Let’s define asymmetric fraction of a finite group $G$ as the number $af(G) = \frac{|\{(g, a) \in G \times Aut(G)| a(g) = g\}|}{|G||Aut(G)|}$. Equivalently it can be defined as $P(A(X) = X)$, where $A$ and $X$ are independent uniformly distributed random elements of $Aut(G)$ and $G$ respectively.

Is it true, that $\forall \epsilon > 0 \exists N \in \mathbb{N} \forall G ((\lvert\,G\,\rvert > n) \to (af(G) < \epsilon))$?

I know, that $af(C_{p^n}) = \dfrac{p^n + \Sigma_{i = 1}^n p^ip^{n - 1 - i}(p - 1)}{p^{2n - 1}(p - 1)} = \dfrac{(np - n + 1)}{p^n(p - 1)}$ and, that $af(G) \leq \frac{1}{2} + \dfrac{|\{g \in G| \forall a \in Aut(G) \text{ } a(g) = g\}|}{2|G|}$. However this is clearly not enough to prove the statement.

  • $\begingroup$ Do you mean $< \epsilon$ rather than $ < G$? $\endgroup$ Aug 19, 2019 at 17:57
  • $\begingroup$ Since there are only finitely many finite groups of a given order, the conjecture can be stated more plainly as "all but finitely many finite groups have asymmetric fraction less than any given positive real," or equivalently as "$0$ is the only limit point of the set of asymmetric fractions of finite groups." $\endgroup$
    – anon
    Aug 19, 2019 at 19:09
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    $\begingroup$ If we replace ${\rm Aut}(G)$ with ${\rm Inn}(G)$, this is the commuting probability, which famously must be $\le 5/8$ if it is not $1$. IIRC the set of commuting probabilities of finite groups (maybe conjecturally) has order type the reverse of the ordinal $\omega^{\omega}$. $\endgroup$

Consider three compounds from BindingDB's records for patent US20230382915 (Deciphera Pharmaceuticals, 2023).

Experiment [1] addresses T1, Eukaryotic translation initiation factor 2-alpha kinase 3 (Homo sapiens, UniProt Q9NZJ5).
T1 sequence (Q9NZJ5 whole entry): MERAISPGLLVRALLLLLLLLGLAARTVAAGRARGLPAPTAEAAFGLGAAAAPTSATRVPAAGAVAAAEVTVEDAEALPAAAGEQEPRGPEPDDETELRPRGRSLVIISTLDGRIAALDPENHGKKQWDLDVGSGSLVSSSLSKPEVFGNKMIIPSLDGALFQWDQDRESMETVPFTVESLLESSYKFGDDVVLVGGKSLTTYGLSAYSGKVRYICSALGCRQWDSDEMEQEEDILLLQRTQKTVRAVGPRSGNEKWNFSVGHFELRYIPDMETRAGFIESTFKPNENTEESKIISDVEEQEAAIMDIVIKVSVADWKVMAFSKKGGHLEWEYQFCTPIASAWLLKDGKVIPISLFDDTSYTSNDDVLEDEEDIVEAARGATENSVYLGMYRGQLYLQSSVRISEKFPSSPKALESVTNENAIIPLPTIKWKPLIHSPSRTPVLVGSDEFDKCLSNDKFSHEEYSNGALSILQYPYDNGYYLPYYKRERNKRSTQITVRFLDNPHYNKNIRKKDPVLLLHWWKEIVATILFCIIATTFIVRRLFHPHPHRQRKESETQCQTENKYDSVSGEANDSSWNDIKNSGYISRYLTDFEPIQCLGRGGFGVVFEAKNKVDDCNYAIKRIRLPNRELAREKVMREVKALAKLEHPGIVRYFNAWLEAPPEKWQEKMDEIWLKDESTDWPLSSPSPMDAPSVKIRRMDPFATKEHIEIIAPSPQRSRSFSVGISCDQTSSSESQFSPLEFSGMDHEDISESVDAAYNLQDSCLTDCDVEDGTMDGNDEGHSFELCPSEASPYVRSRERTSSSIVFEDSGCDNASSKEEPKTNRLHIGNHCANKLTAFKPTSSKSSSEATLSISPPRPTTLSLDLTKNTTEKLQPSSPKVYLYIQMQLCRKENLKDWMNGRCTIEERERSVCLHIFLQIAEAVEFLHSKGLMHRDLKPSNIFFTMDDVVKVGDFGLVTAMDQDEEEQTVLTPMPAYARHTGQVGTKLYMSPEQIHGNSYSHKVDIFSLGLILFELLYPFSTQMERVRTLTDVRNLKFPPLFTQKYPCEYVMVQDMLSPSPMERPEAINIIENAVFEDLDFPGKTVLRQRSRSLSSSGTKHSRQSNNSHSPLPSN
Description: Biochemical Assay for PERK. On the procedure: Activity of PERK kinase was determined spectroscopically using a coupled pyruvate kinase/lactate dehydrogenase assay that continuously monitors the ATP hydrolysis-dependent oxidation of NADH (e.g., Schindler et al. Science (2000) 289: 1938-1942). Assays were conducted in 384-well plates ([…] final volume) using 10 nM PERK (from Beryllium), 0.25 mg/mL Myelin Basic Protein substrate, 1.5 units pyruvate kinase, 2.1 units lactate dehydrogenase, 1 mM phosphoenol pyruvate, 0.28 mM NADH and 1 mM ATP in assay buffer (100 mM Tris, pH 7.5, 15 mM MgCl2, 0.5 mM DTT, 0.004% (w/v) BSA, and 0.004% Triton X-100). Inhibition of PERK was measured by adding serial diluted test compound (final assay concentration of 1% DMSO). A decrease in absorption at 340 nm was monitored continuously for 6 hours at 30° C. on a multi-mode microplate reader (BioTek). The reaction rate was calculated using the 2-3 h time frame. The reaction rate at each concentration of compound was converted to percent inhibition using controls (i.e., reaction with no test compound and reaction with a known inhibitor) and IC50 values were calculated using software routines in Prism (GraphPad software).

– anon
    Aug 19, 2019 at 19:18
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    $\begingroup$ This isn't quite the commuting probability, even for $\operatorname{Inn}(G)$, unless the group is also centerless, since the commuting probability counts every element of the group, whereas this concept doesn't distinguish between elements that correspond to the same inner automorphism. $\endgroup$ Aug 19, 2019 at 22:25
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    $\begingroup$ Its' true for finite abelian groups. This was proved by Gary Sherman. $\endgroup$
    – James
    Oct 8, 2019 at 5:47


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